Storing MATLAB data using sqlite3

November 13, 2016

The usual way to store data in MATLAB is with the save command. But if you have data with many different parameters, querying .mat files becomes cumbersome. What actually works, even with complex queries, is a database and a query language like SQL (structured query language).

SQL is a declarative language, meaning you specify what data you want, not how you want to get it. That means SQL takes care of all look-up algorithms. We first create a database from the command line:

# enter sqlite3 interpreter

sqlite> .open my_database.db

Suppose we want to store a tensor at a certain temperature, bond dimension chi and convergence. We create a table as follows:

CREATE TABLE tensors (tensor BLOB, temperature NUMERIC, chi NUMERIC, convergence NUMERIC);

The tensor field is a BLOB, meaning it’s raw bytes – we’ll have to write a function to serialize tensors from MATLAB in this way. The other fields are NUMERIC, which does not require conversion from MATLAB numbers. The next step is adding data and querying the database, but this has to be done from MATLAB. (In principle, the CREATE TABLE statement can be done from MATLAB too, but it is good to be familiar with the sqlite interpreter.) Use .exit to exit the interpreter.

I use the package matlab-sqlite3-driver for interfacing with SQL from MATLAB. Suppose we want to store this data:

temperature = 3;
chi  = 16;
convergence = 1e-7;
tensor = rand(2, chi, chi);

First, we have to serialize tensor. That can be done as follows:

function byte_stream = serialize(tensor)
  byte_stream = getByteStreamFromArray(tensor);

Now, we store the data by accessing the database and constructing a SQL query:

database_id ='my_database.db');
query = 'INSERT INTO tensors (tensor, temperature, chi, convergence) VALUES (?, ?, ?, ?)';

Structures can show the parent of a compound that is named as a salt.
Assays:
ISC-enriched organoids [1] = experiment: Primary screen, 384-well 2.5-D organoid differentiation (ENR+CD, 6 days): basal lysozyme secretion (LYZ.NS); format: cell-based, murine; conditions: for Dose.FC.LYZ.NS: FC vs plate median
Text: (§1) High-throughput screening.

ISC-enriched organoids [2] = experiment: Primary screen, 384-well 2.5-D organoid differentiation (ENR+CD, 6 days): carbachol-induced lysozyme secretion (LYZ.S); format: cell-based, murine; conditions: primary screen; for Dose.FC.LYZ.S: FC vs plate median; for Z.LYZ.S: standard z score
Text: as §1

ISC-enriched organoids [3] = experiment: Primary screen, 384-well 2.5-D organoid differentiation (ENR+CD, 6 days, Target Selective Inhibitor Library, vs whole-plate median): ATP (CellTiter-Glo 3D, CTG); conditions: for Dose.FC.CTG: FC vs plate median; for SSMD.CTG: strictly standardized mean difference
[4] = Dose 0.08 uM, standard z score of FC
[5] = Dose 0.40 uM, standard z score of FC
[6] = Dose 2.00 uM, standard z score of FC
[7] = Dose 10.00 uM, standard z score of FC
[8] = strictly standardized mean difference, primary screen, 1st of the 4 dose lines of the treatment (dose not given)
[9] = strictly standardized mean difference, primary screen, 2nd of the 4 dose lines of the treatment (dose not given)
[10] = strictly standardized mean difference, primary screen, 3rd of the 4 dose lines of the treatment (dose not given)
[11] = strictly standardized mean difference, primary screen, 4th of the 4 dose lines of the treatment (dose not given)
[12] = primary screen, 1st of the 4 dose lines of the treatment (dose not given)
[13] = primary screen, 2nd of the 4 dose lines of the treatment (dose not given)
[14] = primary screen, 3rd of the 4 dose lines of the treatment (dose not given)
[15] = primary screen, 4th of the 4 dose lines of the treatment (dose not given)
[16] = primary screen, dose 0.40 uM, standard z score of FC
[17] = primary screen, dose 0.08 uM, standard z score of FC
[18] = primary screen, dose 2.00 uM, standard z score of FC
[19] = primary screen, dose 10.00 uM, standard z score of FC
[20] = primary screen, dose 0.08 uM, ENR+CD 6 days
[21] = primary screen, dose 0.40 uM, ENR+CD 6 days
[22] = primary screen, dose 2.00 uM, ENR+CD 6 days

% Pass an argument for each '?' in query.
sqlite3.execute(database_id, query, serialize(tensor), temperature, chi, convergence);

At a later time, we can query the database to obtain a struct with our data.

database_id ='my_database.db');
% '*' selects all four columns
query = 'SELECT * from tensors where temperature = ? AND chi = ? AND convergence = ?';
% Pass an argument for each '?' in query.
result = sqlite3.execute(database_id, query, temperature, chi, convergence);
tensor = deserialize(result.tensor);


function tensor = deserialize(byte_stream)
  tensor = getArrayFromByteStream(byte_stream);

After the initial learning curve, it’s very easy to construct queries like:

  SELECT * from tensors
  WHERE temperature = ? AND chi = ?
  AND convergence >= ?
  ORDER BY convergence ASC

which selects the tensor with matching temperature and chi, but with the smallest available convergence bigger or equal to the one specified.

A final important issue is query optimalization. The above query does a full table scan to get its result, which quickly gets painful. This \( \mathcal{O}(N) \) look-up time can be reduced to \( \mathcal{O}(k \log N) \), where \( N \) is the number of rows and \( k \) the number of matching convergences, by adding an index:

  CREATE INDEX index_convergence
  ON tensors (temperature, chi, convergence);

On my machine, this reduced the running time of 500 queries from a table with \( 10^5 \) rows of random data from 12 seconds to 0.2 seconds.